Cocooned in the safety of a library carrel, students can travel the world via Google Earth and see live video feed of the Doll's Festival in Japan. The haiku master Basho had to travel on foot for the same event, sleeping on hard floors in flea-infested straw. Today, students can peruse images of the English countrysides, full of the oxlips, nodding violets, and sweet musk-roses that inspired Shakespeare, without dampening their sneakers in dew or suffering the consequences of allergies. They can listen to the voices of strangers telling their life stories on podcasts and add their own stories to the voicethread of the world.
There can be no doubt that it is the job of educators to allow students ample time to explore these tools, to learn how to navigate the digital landscape, and to apply and sharpen the skills necessary to do so, to use the digital landscape to inspire and to use their skills to alter the landscape itself.
The other landscape, Shakespeare's and Basho's, is still accessible, however. Any teacher who waived the opportunity to expose students to that other world, which is paradoxically broader and yet narrower than the virtual one, would deprive her students of an opportunity to become a grounded writer. Google Earth will always be at least a few seconds behind the real earth.
Denise Helms, a friend and colleague, teaches math to middle school and high school students. What makes her an exemplary teacher is the fact that she teaches more than math. She teaches her students to step outside of virtual images and textbook diagrams and contemplate math in the real world. Armed with digital cameras, her students leave her classroom and go out into the world in search of math. They return having documented their quest for parabolas and fractals in baseball stadiums and on shaded playgrounds. Inside scrapbooks are photos of themselves with items that illustrate mathematical principles learned in her class--a water fountain whose jet is an arc, a lantana whose flower, composed of dozens of tinier blossoms, is a fractal. Accompanying these images are student reflections. Thus, engaging with a digital tool, applying critical thinking, and spending time in the real world, the students develop a much deeper understanding of the subject matter.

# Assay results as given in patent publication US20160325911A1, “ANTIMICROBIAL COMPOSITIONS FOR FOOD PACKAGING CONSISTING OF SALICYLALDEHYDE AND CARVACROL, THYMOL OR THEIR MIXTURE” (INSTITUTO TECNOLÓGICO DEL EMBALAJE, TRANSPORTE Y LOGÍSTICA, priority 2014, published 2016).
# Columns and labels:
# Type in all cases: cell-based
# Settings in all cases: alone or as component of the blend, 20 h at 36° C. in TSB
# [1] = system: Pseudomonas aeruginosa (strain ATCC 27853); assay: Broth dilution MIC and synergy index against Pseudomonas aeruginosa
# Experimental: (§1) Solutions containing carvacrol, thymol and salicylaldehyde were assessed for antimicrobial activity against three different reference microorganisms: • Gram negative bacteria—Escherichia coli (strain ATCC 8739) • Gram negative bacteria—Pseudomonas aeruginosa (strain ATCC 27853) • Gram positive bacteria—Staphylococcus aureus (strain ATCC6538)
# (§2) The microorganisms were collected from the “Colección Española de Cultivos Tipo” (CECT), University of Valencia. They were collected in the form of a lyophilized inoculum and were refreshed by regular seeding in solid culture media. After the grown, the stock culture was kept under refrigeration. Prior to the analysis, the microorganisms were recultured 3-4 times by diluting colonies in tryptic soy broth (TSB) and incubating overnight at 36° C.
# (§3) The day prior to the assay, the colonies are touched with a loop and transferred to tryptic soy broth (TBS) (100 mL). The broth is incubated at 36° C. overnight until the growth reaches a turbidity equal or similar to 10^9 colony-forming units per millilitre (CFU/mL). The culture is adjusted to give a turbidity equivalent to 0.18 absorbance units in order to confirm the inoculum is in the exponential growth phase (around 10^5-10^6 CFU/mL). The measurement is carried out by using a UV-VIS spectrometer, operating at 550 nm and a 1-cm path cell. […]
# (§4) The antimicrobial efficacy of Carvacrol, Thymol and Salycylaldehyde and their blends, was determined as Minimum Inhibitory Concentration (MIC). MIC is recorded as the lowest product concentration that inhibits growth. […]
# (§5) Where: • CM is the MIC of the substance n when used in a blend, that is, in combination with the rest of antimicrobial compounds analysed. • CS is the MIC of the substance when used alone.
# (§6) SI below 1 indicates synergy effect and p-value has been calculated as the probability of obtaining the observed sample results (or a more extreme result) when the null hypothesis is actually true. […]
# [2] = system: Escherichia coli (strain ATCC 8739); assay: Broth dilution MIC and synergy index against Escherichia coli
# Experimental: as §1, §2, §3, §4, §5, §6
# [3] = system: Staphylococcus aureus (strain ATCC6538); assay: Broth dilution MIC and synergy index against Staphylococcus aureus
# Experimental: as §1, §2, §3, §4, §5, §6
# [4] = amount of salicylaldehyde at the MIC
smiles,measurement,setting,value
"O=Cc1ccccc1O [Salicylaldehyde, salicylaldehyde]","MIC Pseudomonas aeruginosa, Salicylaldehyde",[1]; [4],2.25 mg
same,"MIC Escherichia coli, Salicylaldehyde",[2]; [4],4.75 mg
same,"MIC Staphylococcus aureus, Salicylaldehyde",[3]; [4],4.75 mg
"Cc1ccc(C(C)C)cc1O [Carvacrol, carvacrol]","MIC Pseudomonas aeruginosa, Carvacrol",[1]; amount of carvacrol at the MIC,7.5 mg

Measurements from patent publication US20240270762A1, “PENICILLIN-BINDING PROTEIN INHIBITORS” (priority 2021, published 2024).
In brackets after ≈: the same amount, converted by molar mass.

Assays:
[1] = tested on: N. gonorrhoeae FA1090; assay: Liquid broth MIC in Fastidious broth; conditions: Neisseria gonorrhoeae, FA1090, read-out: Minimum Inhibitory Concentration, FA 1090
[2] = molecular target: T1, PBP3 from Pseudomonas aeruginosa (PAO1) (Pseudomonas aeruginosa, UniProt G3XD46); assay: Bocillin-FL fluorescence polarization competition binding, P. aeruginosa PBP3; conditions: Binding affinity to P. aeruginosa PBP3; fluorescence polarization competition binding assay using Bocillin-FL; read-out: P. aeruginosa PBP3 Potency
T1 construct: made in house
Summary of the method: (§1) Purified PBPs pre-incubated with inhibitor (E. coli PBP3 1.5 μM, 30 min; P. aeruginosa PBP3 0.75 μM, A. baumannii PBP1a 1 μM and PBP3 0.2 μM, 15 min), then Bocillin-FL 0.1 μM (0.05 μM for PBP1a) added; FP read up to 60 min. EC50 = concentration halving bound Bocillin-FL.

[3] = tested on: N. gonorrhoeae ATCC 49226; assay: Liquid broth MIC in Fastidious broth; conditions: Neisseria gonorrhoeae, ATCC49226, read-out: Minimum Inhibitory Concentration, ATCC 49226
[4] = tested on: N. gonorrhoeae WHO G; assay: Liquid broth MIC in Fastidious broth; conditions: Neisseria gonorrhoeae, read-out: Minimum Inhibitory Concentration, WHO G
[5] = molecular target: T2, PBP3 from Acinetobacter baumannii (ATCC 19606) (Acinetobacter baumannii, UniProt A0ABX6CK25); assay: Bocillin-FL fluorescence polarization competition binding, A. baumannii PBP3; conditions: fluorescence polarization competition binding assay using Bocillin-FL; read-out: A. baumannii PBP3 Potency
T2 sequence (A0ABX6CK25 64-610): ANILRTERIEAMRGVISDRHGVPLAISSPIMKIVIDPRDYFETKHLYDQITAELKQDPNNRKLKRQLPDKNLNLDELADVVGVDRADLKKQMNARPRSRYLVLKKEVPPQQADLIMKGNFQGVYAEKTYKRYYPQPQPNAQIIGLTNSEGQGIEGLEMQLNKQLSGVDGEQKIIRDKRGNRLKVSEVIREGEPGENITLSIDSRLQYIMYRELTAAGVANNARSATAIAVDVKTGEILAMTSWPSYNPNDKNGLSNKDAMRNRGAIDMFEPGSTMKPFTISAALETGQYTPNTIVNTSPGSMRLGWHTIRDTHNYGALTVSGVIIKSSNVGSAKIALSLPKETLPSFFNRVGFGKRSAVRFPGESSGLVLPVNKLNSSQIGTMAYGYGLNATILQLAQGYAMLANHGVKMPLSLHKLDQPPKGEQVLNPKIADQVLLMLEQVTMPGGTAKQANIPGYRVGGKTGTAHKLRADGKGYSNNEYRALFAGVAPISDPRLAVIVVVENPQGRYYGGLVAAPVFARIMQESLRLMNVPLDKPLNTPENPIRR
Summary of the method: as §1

In my own English classes, I take advantage of cool fall and spring days to teach my students the craft of nature-writing, using Shakespeare and Basho as our models. After reading samples of their nature writing, I lead students out into the world to spend some time in silent observation, an approach described by the National Writing Project as writing marathons. I encourage students to note the sights and sounds, the textures and sensations, in their daybooks and to take photos with their cameras or cell phones. When they return to class, we use a neighboring science teacher's field guides to identify the names of unknown trees and flowers that we've discovered. Names are such an important part of descriptive writing, best learned through curiosity and exploration. Learning a thing's name enhances its value. Students who learn the name Queen Anne's lace, notice the flower when it blooms in summer. They write more vividly about the world when they've had time in it.
After our sojourn outdoors, students return to their cocoons to create Photostory haiku, but the time in fresh air has breathed authenticity into the poems, and I am satisfied knowing that we've achieved a balance between living in a digital world and living in the real world.